much of that is made up of the Windows 8 family? It would appear to be darn little.

    Do I really need to spell this out? There is no perceptible synergy between the three platforms. Microsoft has utterly failed to gain any traction in either the smartphone or tablet market.

     

    Steven J. Vaughan-Nichols

    I am for No, it can't be saved

  • Great Debate Moderator

    How much of Windows 8's demand is related to hardware?

     I've maintained that the selection is too vast and like throwing devices against the wall. 

    Posted by Larry Dignan

    The economy sucks worldwide...

    ...PCs are better built and therefore lasting longer, and Windows 8 really makes the most sense on touchscreen hardware. Not to mention Windows 7 is well supported and well known. Surprisingly, even with all of those negatives, Windows 8 is being adopted at about the same pace as Windows XP. And that OS seems to have done OK.

    The real key is delivering touch-enabled devices. Google’s new super-Chromebook, the Pixel, is a touch device. Apple was just awarded a patent for a touchscreen MacBook that looks remarkably like a Surface Pro. Anyone who uses a touch-enabled device for any length of time quickly discovers that they’re trying to make things happen by touching the PC’s screen, too.

    As economies of scale kick in and touch support becomes more common, the “Aha” moment will happen for many people. I think high-end, touch-enabled Ultrabooks are going to be very popular with business buyers, especially when powered by the next generation of power-efficient Intel chips (Haswell).

    Ed Bott

    I am for Yes, it can be saved

    I wouldn't say that it was too vast, but I would say it was too confusing

    We, the technically adept writers and readers of ZDNet, know that Windows 8 was designed to show to its best advantage with a touch screen, but this point has never been emphasized enough for ordinary users in the market.

    So should Janet User buy a convertible? A touch-enabled ultrabook? A dedicated tablet? A Surface? A phablet!? If you came up to me and told me I had to recommend a Windows 8 device—nothing else would do—I couldn't give you an easy answer. There isn't one. Maybe by year's end, there will be a clear "best" Windows 8 hardware design but I can't see it from here.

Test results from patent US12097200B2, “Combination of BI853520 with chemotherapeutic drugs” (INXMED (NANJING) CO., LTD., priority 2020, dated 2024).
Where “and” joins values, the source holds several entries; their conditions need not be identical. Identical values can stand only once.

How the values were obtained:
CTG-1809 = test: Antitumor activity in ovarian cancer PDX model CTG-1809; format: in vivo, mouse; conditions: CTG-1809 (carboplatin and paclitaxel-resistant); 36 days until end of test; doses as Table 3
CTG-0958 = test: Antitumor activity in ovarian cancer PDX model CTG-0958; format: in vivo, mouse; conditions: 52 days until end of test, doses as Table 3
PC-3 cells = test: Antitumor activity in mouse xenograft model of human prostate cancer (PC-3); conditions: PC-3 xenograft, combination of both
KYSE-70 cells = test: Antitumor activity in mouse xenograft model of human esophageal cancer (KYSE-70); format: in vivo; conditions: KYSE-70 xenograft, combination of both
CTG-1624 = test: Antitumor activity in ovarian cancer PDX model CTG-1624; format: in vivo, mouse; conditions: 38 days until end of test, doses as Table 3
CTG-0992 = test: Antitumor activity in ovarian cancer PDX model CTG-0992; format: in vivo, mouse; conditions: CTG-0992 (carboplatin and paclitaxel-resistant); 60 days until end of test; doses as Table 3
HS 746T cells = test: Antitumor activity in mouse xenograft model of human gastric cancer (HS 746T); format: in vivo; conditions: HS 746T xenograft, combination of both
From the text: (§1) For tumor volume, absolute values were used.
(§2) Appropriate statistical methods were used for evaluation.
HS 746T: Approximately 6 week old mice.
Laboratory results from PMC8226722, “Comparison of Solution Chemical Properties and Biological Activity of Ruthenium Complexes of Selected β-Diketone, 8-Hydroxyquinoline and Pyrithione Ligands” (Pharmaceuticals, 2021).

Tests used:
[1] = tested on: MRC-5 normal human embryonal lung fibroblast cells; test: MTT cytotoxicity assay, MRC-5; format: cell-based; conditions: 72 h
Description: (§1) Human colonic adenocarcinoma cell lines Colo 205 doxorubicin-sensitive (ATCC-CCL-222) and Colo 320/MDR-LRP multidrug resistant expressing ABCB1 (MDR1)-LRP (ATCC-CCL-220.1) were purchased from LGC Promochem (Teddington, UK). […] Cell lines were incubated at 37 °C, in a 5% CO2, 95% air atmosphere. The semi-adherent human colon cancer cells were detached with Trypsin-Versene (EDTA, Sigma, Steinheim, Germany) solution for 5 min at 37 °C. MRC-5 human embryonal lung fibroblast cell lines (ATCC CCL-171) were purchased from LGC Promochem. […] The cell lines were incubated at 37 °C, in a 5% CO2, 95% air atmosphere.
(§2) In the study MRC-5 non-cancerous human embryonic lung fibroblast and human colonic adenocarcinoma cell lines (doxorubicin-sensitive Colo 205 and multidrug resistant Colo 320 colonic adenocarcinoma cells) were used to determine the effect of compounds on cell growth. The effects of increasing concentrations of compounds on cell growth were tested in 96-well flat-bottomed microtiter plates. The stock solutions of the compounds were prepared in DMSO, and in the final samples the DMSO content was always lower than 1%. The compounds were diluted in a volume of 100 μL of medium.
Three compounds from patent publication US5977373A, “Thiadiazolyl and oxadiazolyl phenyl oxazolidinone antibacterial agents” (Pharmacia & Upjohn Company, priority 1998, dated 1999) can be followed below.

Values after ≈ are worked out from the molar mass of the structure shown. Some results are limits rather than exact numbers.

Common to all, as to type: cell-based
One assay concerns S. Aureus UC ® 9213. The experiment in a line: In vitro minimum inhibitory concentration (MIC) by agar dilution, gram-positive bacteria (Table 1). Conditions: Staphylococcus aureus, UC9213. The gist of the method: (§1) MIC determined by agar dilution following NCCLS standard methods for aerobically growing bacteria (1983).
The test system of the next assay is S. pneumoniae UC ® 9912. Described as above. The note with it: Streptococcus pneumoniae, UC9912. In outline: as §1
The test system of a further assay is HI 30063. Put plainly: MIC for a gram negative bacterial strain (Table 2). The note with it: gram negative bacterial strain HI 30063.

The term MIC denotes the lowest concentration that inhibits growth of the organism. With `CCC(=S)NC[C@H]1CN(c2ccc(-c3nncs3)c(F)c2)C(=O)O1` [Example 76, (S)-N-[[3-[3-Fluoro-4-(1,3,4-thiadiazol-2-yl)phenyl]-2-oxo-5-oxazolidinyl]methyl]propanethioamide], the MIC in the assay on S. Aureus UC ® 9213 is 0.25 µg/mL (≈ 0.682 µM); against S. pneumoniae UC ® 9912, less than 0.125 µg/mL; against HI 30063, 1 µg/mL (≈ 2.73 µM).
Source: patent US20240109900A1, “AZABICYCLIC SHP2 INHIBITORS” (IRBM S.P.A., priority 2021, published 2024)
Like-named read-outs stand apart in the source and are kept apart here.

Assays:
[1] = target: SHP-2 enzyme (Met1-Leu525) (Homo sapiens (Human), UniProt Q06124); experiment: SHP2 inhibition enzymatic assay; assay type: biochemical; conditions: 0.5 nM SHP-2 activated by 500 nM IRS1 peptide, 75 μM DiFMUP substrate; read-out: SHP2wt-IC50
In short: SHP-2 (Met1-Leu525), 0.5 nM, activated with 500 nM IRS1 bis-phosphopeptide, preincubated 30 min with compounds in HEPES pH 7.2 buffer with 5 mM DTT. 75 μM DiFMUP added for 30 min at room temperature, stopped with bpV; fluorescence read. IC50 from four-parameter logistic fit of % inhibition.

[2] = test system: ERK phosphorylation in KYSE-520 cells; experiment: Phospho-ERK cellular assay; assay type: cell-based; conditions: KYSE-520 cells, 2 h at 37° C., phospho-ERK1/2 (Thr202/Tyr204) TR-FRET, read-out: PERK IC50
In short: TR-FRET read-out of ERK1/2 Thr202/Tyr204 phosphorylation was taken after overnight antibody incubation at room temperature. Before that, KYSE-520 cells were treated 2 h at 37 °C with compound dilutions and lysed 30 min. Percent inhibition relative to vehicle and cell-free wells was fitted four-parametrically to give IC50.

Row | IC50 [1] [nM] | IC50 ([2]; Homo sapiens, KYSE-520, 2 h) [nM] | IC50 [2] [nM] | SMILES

Worse still there are two incompatible versions of Windows 8—the real thing—and Windows RT, which only looks like Windows 8 in its Metro mode. Again, we knew that RT is a very limited subset of Windows 8—heck it still doesn't support Outlook ! -- but I know for a fact that many Surface RT buyers didn't have a clue that their devices weren't coming with full- powered Windows.

    These hardware problems have been self-inflected by Microsoft. As I reported when Microsoft announced that it would be releasing its own tablet/laptops, the Surface line, its one time partners were mad as hell. Their mood, with Windows 8's pathetic sales, hasn't improved any. Even Microsoft's Windows 8 allies, such as Asus and Samsung, aren't happy

    The end result? Users are confused, so they're less likely to buy, and OEMs are unhappy so they're less likely to want to sell. Is it any wonder that Google Chrome OS-powered Chromebooks are now coming from Acer, HP, Lenovo and Samsung.

     

     

    Steven J. Vaughan-Nichols

    I am for No, it can't be saved

  • Great Debate Moderator

    Decline of the PC?

    How much of Windows 8's slow adoption been because of the decline of the PC?

    Posted by Larry Dignan

    Decline of the PC?

    The evidence shows it’s really more of a transformation in PC form factors . I might quibble with Gartner’s numbers, but I think they are basically right to see big growth in “ultramobile” devices (which can act like a tablet or a full-strength PC) and lower-powered tablets designed primarily for media consumption and light computing tasks.

    If you look at Windows 8, you can see that it’s aimed at both of those segments, which are primed to grow at very high rates over the next few years. There’s every reason to think that Windows 8.1 tablets can quickly climb into a 10 percent share, especially if they begin appearing in smaller form factors at lower price tags .

    Ed Bott

    I am for Yes, it can be saved

    First things first. PCs are Not going away. Period. End of statement.

    The mainframe never died, neither will PCs. Both may no longer be fashionable but they'll always be needed.

    That said, the PC market decline and Windows 8's failure have re-enforced each other. I still think that had Microsoft just given Windows users the Windows 8 under-the-hood improvements without Metro and with true Windows 7 Aero interface , I think we wouldn't be having this discussion. Windows 8's launch would have been successful. PC sales numbers would still be down, but they'd be much better than are
    currently.

    Steven J. Vaughan-Nichols

    I am for No, it can't be saved

  • Great Debate Moderator

    Tweener devices?